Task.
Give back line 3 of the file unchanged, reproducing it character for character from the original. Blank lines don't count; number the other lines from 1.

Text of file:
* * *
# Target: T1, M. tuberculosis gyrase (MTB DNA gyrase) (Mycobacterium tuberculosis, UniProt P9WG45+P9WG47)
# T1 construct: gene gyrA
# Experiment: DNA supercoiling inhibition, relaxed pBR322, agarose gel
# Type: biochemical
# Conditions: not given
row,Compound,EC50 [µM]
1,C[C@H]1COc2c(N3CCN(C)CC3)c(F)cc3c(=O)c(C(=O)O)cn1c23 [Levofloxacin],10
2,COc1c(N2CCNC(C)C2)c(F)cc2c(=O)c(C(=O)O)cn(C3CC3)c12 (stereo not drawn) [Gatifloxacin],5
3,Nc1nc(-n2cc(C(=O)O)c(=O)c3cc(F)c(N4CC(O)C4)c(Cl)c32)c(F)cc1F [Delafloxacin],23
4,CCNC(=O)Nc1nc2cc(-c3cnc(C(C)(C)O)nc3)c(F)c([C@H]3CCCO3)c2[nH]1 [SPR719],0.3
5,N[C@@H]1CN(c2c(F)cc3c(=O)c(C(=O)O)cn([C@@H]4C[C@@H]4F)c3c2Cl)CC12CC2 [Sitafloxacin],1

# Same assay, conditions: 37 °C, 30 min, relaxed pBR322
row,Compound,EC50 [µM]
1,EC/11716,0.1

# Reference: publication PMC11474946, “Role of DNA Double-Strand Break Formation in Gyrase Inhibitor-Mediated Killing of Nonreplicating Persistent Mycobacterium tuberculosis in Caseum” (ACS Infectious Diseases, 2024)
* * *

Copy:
# Experiment: DNA supercoiling inhibition, relaxed pBR322, agarose gel